Optimizing the Patient with Diabetes Undergoing Surgery in the Preoperative Setting
AuthorGray, Jordyn S.
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AbstractProblem: Dysglycemia during the perioperative setting contributes to unfavorable surgical outcomes of increased hypermetabolic state, inflammation, and increased risk for infection. Glucose management is at provider discretion in the preoperative setting at a small community hospital. Blood glucose level monitored within three hours of surgery in 78% of patients and when monitored in the postoperative unit, 10.8% are hyperglycemic. Purpose: The purpose of this Quality Improvement initiative was to implement and evaluate the effectiveness of a preoperative glucose monitoring guideline over 14 weeks, among inpatients with diabetes undergoing surgery to change practice and improve glycemia throughout the perioperative period. Methods: A project team was mobilized to plan an initiative to implement a glucose monitoring guideline. Stakeholder buy-in was achieved by sharing current practice data and best clinical practices. The practice change was integrated into routine preoperative care for all eligible patients with visual aids and change champions to monitor glucose and administer treatment. Data on adherence and glucose optimization rates (70 mg/dL to 200 mg/dL) were tracked, analyzed, and communicated on a weekly basis with the site. Weekly oversite was provided to mitigate barriers and promote facilitators of practice change. Results: Adherence to the protocol was 82.5%, 82% of inpatients with diabetes undergoing surgery had optimized blood glucose levels prior to entering the operating room, and 89% were optimized in the postoperative unit. Patterns in the data show that when the preoperative glucose monitoring guideline was adhered to, glucose levels were more likely to be optimized throughout the perioperative period. Conclusions: The use of a preoperative glucose monitoring guideline is effective in standardizing blood glucose monitoring in the preoperative unit which can contribute to the optimization of blood glucose levels throughout the perioperative period.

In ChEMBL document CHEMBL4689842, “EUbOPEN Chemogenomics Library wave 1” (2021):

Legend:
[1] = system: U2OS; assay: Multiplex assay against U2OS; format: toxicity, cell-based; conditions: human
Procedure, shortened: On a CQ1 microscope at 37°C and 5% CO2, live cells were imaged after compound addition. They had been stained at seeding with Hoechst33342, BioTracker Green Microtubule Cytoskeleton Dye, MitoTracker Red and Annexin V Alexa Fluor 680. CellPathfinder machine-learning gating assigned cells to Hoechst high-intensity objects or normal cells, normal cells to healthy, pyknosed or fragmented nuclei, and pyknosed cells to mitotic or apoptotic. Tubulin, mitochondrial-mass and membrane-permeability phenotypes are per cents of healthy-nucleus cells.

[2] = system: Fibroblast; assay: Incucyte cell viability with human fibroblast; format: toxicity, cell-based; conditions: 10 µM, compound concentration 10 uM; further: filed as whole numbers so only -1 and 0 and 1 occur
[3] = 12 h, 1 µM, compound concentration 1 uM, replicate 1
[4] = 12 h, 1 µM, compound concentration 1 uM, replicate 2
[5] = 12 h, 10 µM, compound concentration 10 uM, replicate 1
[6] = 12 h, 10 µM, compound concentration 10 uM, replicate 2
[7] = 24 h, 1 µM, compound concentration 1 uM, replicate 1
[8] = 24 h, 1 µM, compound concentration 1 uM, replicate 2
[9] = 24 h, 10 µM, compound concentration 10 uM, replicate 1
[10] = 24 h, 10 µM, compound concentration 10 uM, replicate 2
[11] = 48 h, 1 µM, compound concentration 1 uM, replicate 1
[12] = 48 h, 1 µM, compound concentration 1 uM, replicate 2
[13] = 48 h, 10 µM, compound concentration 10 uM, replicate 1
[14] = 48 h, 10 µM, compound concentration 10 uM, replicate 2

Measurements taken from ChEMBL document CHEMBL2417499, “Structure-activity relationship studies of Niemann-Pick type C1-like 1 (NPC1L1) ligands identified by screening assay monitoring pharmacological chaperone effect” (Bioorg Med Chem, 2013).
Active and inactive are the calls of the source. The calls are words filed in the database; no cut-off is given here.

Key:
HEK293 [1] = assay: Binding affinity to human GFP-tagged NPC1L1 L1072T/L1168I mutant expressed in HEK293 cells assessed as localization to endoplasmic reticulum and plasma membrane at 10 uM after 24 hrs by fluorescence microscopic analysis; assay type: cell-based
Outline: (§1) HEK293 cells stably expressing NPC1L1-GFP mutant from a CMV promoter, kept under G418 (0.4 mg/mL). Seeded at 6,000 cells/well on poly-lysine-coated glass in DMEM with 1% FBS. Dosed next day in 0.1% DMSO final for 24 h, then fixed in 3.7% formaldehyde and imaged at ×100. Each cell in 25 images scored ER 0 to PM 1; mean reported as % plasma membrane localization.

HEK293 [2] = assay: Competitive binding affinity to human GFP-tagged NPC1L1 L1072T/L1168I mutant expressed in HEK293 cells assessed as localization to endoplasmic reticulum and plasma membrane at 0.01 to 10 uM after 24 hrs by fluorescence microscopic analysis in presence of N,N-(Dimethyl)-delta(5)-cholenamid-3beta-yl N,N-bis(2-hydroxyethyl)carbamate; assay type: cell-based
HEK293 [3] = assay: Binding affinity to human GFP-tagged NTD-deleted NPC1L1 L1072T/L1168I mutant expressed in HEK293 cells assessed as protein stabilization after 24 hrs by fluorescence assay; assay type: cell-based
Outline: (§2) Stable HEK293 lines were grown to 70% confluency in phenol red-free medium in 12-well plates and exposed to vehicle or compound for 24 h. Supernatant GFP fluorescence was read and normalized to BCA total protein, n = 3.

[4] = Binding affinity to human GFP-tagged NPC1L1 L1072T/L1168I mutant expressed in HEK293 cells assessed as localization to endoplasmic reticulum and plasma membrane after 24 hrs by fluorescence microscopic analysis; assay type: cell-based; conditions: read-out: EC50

Rights/TermsAttribution-NonCommercial-NoDerivatives 4.0 International
Identifier to cite or link to this itemhttp://hdl.handle.net/10713/20827
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- Creative Commons
Except where otherwise noted, this item's license is described as Attribution-NonCommercial-NoDerivatives 4.0 International